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Mattox v. State

Supreme Court of Alaska

May 19, 2017

RICHARD A. MATTOX, Appellant,
v.
STATE OF ALASKA, DEPARTMENT OF CORRECTIONS, Appellee.

         Appeal from the Superior Court No. 3PA-09-01695 CI of the State of Alaska, Third Judicial District, Palmer, Vanessa White, Judge.

          Appearances: Benjamin I. Whipple, Palmer, for Appellant.

          Susan M. West, Assistant Attorney General, Anchorage, and Craig W. Richards, Attorney General, Juneau, for Appellee.

          Before: Stowers, Chief Justice, Maassen, Bolger, Justices. [Winfree and Carney, Justices, not participating.]

          OPINION

          STOWERS, Chief Justice.

         I. INTRODUCTION

         In July 2009 Richard Mattox filed suit against the Department of Corrections (DOC) for injuries arising from an assault by another prisoner. Mattox alleged that DOC was negligent in failing to accommodate his requests for transfer to a different housing module prior to the assault and that DOC was negligent in permitting the correctional officer on duty to leave the module during the time the assault occurred. The superior court granted DOC's motion for partial summary judgment regarding classification and housing assignments and then granted DOC's motion for summary judgment on all other causes of action. On appeal, we remanded for further proceedings because there was a material question of fact regarding the foreseeability of the assault.

         At trial the parties discussed a jury instruction on discretionary function immunity, and the superior court gave the agreed upon instruction to the jury. The jury returned a verdict in favor of DOC. Following trial the judge invited the parties and counsel to meet informally with the jury. During that informal meeting, some of the jurors mentioned that the jury had applied the doctrine of discretionary function immunity when deciding whether DOC was negligent in permitting the correctional officer to leave the module unattended during the time Mattox was assaulted.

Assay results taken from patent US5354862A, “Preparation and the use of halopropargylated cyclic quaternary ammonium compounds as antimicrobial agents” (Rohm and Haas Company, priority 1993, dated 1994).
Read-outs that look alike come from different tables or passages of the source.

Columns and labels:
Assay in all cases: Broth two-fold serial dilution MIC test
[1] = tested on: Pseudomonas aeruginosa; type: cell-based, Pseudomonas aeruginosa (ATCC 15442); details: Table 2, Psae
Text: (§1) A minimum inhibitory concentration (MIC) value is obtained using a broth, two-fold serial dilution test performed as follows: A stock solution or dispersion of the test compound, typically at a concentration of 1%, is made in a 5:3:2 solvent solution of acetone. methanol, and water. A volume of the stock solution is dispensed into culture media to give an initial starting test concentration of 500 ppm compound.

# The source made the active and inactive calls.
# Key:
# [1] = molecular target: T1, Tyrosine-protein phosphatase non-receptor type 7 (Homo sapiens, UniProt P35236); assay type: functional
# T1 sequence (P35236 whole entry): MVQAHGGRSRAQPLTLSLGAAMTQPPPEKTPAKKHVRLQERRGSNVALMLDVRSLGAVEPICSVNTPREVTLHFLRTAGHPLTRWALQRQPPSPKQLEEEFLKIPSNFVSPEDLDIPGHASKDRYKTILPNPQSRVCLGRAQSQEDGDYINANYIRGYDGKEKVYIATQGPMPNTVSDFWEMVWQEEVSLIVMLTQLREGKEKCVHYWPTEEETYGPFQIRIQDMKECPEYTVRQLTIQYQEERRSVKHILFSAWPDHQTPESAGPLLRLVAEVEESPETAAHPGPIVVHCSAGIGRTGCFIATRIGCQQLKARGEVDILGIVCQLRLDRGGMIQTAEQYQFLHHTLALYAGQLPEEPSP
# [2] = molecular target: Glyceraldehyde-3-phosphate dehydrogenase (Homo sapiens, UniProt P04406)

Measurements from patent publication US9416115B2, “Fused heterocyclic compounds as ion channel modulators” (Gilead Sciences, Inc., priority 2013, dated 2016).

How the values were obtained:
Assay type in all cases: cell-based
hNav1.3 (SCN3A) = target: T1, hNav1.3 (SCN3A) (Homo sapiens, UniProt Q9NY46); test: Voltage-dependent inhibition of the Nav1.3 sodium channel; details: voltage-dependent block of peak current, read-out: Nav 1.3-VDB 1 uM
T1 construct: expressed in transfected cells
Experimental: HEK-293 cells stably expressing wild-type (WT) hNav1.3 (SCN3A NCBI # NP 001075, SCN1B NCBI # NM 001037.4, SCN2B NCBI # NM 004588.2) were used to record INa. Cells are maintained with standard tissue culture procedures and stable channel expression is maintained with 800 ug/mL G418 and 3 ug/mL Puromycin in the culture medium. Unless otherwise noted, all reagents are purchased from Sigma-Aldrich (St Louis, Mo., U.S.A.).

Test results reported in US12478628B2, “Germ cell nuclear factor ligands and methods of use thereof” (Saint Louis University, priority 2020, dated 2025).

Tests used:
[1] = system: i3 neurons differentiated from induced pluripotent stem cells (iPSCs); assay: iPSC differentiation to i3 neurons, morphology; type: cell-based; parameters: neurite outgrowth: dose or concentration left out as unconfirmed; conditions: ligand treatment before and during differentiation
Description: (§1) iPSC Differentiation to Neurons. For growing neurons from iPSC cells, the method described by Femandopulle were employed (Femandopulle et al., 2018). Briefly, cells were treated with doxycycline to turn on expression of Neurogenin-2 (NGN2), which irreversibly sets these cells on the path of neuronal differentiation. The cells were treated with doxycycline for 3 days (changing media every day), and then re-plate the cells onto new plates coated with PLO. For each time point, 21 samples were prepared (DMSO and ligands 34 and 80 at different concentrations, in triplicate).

Mattox moved for a new trial on the grounds that the jury erroneously applied the doctrine of discretionary function immunity in reaching its verdict when that question should have been decided by the court before trial. The court denied that motion and Mattox appeals. We conclude that because Mattox consented to have the jury apply an accurate statement of discretionary function immunity to the facts as the jury found them, he waived any challenge to the jury's application of the doctrine and the superior court committed no error by allowing the jury to apply the doctrine rather than applying the doctrine itself sua sponte. We therefore affirm the superior court's denial of Mattox's motion for a new trial.